Stock market gains despite the banking panic. Why the storm will continue.

For the stock market, forecasts announce storms with a risk of crisis.

Stocks have alternated between sharp rises and steep declines over the past week amid a series of bank blasts and attempts to consolidate the financial system. Movements in the bond market and interest rate futures were even more extreme.

The volatility in trading reflects a crisis of confidence among investors, both in the ability of troubled lenders to withstand customer deposit outflows and in the outlook for the stock market and the economy. Strangely, however, the

S&P 500 Index

ended the week up 1.4%, while

Nasdaq Compound

gained 4.4% as stocks like Apple (ticker: AAPL) and Microsoft (MSFT) benefited from a flight to safety and falling bond yields boosted growth stocks. Only the

Dow Jones Industrial Average,

which fell 0.15%, ended the week down. It was the first week the Nasdaq rose at least 4% and the Dow Jones fell since 2001.

Although not reflected in the major indices, the lingering concern is that interventions by financial regulators on both sides of the Atlantic – and even by banks themselves, after a consortium of financial institutions acted to supporting First Republic Bank (FRC) – are just a game of Whac-A-Mole, reactive point solutions as individual issues arise. There’s always the feeling that something more is going to break and it might not be as quick and easy to fix.

The turmoil is a consequence of the shift from the previous era of low interest rates and reduced volatility to an environment of higher and more volatile rates. For much of the past decade, long-term, low-return investments were all the rage, as long as they offered more returns than short-term alternatives. But those “carry trades” — the term for borrowing at a short-term interest rate to lend at a higher, longer-term rate — are much harder to sell now that the fed funds rate has risen to nearly by 5%.

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“We believe that many carry trades will be under pressure and it will not be possible to sustain them all,” JP Morgan’s Marko Kolanovic wrote last week. He cites commercial real estate – under fundamental pressure from e-commerce and working from home – as an example of an attractive investment in a zero-rate world whose problems become apparent as rates rise. Low-cost funding has also been a huge tailwind for private equity and venture capital business models, which could also come under strain. Even credit card loans and auto loans haven’t fully adapted to a higher rate world, and lenders could be vulnerable.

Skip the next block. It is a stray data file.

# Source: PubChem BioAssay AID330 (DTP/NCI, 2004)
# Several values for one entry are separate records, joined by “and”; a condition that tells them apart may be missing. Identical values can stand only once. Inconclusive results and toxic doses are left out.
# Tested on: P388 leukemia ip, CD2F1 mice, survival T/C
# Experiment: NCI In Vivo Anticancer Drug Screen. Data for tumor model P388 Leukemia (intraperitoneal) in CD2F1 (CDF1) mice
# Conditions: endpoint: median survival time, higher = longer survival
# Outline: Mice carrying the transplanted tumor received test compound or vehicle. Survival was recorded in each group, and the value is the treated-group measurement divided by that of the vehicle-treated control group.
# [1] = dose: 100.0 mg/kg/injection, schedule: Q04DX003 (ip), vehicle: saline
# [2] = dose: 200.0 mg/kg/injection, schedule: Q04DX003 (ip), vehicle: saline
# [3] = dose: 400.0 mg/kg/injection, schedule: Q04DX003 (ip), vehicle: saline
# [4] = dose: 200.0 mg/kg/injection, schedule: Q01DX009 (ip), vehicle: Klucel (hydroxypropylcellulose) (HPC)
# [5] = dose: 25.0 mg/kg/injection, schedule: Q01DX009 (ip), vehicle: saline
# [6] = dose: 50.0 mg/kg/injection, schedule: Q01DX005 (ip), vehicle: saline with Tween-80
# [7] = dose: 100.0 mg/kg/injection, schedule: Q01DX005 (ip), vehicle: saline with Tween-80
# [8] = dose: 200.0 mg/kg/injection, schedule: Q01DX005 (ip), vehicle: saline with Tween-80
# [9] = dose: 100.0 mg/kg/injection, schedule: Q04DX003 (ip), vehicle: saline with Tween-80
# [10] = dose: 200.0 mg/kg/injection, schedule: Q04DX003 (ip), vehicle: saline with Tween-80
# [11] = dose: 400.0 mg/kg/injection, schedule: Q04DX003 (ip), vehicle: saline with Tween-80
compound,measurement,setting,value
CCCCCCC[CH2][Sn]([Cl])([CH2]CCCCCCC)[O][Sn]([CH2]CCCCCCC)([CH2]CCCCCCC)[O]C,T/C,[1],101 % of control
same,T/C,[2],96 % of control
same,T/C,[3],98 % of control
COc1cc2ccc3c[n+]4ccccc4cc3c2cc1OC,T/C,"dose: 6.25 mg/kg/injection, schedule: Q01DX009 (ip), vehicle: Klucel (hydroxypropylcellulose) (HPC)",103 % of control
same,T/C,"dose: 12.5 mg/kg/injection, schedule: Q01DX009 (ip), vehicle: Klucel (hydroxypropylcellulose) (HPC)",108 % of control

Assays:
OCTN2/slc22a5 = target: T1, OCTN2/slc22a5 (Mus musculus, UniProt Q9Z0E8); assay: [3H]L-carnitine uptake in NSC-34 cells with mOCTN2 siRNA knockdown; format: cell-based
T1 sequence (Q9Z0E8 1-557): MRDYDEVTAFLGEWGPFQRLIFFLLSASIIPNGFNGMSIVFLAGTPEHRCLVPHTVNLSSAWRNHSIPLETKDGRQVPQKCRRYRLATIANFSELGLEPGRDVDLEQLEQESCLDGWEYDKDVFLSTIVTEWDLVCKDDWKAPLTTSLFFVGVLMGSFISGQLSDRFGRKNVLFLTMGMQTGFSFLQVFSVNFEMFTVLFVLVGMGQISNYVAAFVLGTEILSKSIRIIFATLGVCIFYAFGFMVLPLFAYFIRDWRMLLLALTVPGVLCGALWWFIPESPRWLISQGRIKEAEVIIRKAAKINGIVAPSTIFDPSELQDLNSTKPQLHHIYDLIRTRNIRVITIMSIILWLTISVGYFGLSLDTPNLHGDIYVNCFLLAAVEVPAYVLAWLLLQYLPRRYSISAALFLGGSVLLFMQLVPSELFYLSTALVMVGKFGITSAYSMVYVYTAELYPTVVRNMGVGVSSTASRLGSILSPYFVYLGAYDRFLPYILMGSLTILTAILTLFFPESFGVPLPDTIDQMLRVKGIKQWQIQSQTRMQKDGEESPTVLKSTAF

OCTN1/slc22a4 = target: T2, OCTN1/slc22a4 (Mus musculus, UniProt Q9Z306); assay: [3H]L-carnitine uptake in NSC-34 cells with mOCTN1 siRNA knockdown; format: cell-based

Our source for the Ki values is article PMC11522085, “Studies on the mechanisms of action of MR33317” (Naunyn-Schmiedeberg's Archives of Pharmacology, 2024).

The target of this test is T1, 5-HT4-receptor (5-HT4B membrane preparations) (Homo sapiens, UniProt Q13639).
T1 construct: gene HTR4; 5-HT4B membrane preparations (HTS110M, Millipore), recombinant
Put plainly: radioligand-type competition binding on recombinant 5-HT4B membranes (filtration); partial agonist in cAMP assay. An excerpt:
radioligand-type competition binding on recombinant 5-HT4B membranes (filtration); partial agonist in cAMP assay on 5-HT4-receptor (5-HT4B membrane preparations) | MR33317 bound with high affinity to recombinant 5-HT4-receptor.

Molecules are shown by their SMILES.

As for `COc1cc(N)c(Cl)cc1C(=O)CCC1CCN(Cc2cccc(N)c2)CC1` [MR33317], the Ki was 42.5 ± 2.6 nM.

“When the economy slows and funding costs rise, all of these implicit or explicit carry trades are forced to unfold, leading to the end of the cycle,” Kolanovic wrote.

And this outcome can be messy for the financial markets. THE

Cboe Volatility Index,

or VIX, jumped to nearly 30 points last week, after spending most of the previous three months around 20. The sudden spike pushed the

Cboe VVIX Index

— yes, there is a hint for volatility in volatility — at levels not seen in a year, after falling to its lowest level in more than seven years in early March. That’s enough to give any investor a boost, especially because the risks are so hard to quantify and can go either way.

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“For much of the past year, volatility was high, but the risks were somewhat ‘known’ (mainly inflation and recession),” wrote Christopher Jacobson, strategist at Susquehanna International Group. “Now the introduction of the banking crisis has created a new unknown, which could ultimately mean a sharper rise in volatility (if worse than expected) or a quick reprieve (if fears prove unfounded).”

The bond market was even more volatile. THE


– a VIX for bonds – hit its second-highest level on record last week, behind only 2008, after doubling from its February low. This reflects movements in Treasury yields, considered the safest and most stable asset, which have been dramatic. The yield on the two-year US Treasury note has fallen 1.2 percentage points to 3.85% since March 8, when it was above 5%. This trading period included the largest one-day decline in two-year yield since 1982.

Yield volatility is a symptom of traders trying to handicap the path of central bank monetary policy from here, which seems like an impossible task. Just over a week ago, pricing for fed funds rate futures implied an 85% chance that the benchmark rate would end in 2023 between 5.25% and 6%, compared to the current target range of 4.5% to 4.75%. Today, the odds imply a year-end fed funds rate between 2.75% and 3.25%. Expectations quickly shifted to a lower, closer peak and more cuts in the second half of the year.

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As for the Federal Open Market Committee’s decision next Wednesday, the largest futures markets implied odds are leaning toward a 0.25 percentage point increase, with about a third chance of no change. . Before the crisis of confidence, the debate was whether the FOMC would rise by a quarter or half a point.

The latest inflation data and other economic data argue for an increase, while banking blasts suggest a pause may be prudent. What officials ultimately decide to do will depend on what happens between now and then. “If the strains persist, other banking problems appear, etc., they won’t,” wrote Tom Porcelli, chief economist at RBC Capital Markets in the United States. “If things calm down a bit, they will leave. This is the Fed’s decision tree. In many ways, it will be a game decision for them.

Expect the storm in the markets to continue.

Write to Nicholas Jasinski at

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